Corso 281 review, Rome, Italy: The boutique hotel that was once a baroque palace

Corso 281 review, Rome, Italy: The boutique hotel that was once a baroque palace

There is too much luxury a hotel can provide. The tap fittings in the bathrooms can only be so fancy. The pillow menu can only be so extensive. The bed can only be so wide.

When you have reached the pinnacle of those tangible things when no further improvements can be made the concept of luxury comes down to one factor: Service sets you apart. Get the service right make it personal make it professional and make it seamless and the concept of luxury goes to a whole new level.

Corso 281 has all of those tangible traditional trappings. The hotel is set in a restored 18th century baroque palace on Via del Corso one of Rome's most famous streets a stone's throw from the Vittorio Emanuele II monument and Piazza Venezia.

It has only Twelve suites each with a maximum capacity of three, and which were designed by Milanese architect Chiara Caberlon. These domiciles all have hardwood flooring and Carrara marble bathrooms; there are plush king-sized beds in very personalized minibars Bulgari toiletries Samsung smartphones with 4G internet and free local and international calls as well.

The suites have something else as well something you only appreciate when you crack a door or a window overlooking Via del Corso open and the cacophony of one of Rome's main thoroughfares comes pouring into the room: the sirens the shouts,  the car engines and the horns. The double glazing on the windows and doors you realiz is phenomenal.

"I searched for four years to find the right ones" smiles Natalino Gisonna the suave former lawyer who is now the owner and manager of Corso 281. "They are really amazing."

Corso 281 has everything you would expect from a 5 star boutique hotel. The true luxury is service. Here it's personal. Natalino is from Calabria in the south of Italy an area where he says warm hospitality is a way of life. That attitude has been transferred to Corso 281 where there is a feeling of family despite all the fancy surrounds.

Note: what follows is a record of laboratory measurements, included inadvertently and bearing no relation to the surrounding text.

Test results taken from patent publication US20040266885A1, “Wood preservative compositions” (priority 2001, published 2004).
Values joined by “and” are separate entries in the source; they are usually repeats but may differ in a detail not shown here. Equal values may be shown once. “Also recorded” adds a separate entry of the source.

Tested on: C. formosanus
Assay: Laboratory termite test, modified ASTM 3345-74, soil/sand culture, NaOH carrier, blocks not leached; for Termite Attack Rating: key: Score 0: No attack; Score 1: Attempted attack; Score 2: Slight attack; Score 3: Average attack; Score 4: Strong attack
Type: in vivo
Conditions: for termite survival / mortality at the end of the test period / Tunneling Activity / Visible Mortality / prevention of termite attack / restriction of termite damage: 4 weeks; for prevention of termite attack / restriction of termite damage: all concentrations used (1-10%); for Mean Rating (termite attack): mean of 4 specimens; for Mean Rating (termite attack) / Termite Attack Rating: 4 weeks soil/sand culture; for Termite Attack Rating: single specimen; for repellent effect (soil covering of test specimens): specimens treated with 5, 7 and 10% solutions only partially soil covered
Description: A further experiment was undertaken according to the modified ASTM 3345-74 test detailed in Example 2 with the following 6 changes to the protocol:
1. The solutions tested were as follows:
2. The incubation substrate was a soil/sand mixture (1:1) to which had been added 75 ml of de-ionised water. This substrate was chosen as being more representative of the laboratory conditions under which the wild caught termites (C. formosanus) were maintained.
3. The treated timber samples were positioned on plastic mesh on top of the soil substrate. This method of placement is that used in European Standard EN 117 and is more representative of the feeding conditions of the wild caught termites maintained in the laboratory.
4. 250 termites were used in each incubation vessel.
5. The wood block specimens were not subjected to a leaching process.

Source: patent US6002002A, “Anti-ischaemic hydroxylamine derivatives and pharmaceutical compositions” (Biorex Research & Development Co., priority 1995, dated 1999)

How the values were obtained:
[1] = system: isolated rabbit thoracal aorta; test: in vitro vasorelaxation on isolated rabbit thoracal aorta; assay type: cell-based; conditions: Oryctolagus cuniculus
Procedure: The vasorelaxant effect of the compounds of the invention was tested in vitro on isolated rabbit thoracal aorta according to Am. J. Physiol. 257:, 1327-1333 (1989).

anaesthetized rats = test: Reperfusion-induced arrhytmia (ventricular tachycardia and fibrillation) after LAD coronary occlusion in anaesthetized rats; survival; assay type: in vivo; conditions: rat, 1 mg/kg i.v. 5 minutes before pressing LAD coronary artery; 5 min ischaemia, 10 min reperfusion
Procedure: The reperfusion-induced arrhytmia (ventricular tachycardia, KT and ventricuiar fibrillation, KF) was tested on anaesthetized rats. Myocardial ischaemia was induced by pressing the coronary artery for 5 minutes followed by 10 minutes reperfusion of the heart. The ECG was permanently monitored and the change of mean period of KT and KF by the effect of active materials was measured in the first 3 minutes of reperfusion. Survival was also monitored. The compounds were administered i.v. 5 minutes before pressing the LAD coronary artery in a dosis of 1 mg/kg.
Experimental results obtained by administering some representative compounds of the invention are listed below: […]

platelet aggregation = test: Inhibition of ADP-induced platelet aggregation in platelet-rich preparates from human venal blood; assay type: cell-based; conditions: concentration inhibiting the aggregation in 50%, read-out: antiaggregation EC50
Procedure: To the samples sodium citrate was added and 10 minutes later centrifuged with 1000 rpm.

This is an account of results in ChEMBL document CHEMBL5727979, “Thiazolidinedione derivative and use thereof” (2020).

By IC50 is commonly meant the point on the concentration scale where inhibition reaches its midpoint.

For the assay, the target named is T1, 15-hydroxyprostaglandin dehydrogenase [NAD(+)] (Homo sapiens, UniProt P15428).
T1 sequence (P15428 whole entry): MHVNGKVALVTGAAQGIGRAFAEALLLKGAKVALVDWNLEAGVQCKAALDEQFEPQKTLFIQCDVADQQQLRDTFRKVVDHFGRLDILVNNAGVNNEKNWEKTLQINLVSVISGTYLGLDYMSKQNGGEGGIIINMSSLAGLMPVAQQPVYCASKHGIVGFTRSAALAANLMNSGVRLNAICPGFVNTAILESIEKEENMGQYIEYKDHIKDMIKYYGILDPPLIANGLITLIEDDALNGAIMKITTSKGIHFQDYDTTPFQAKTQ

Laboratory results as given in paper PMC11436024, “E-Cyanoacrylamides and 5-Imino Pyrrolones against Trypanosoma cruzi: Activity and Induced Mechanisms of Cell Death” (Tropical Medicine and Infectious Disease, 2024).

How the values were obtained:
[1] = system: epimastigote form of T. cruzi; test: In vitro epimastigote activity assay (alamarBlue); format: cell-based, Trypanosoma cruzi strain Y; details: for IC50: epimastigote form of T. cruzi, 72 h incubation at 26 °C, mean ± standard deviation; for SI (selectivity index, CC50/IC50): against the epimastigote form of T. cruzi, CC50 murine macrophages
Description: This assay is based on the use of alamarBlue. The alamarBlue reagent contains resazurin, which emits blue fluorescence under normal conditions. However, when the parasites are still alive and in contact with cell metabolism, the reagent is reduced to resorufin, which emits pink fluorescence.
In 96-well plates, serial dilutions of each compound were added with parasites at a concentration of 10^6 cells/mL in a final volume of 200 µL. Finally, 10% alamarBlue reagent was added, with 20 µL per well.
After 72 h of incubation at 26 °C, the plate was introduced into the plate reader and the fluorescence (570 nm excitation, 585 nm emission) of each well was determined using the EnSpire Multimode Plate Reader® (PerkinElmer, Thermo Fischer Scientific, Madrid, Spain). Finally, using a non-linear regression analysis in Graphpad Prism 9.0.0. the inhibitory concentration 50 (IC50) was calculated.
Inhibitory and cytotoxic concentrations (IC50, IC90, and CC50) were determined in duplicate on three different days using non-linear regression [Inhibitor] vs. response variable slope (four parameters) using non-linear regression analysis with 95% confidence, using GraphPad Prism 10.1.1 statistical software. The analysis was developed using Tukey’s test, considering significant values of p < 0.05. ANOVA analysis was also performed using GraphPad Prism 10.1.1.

It begins before you even arrive when you are asked weeks in advance to select your preferred bed linen, pillow, mattress. You are asked what you would like the minibar stocked with whether you have a favorite champagne or liqueur.

It continues on arrival where you are free to relax with a coffee in the basement once a vault when the building functioned as a bank, today a gallery space, wine cellar, library while the check in process takes place. You are given options for your stay: where to eat, where to drink, where to visit. And here's the most important thing: Natalino is the well connected Roman friend you always dreamed of having.

A last minute table at the great trattoria down the road? Natalino knows the head waiter. You want to tour an art gallery nearby when there's no one else around? Natalino knows the curator. You want a private showing of the latest Roman fashion without leaving your hotel room? Natalino knows a personal shopper who will make it all happen.

This access is the sort of thing you need a local for a well connected local a local with impeccable taste. Natalino is that local. That's why I'm taking him up on the restaurant booking heading out with the waiter's name in my head, knowing that in this city where contacts are everything I will be treated like family at the trattoria either. Well that's luxury.



Singapore Airlines flies daily from Australian ports to Rome, via Singapore. See


Corso 281's suites include breakfast and 24 hour check in and check out. Room rates from €320 $505 a night in low season and €750 $1185 in high season. See

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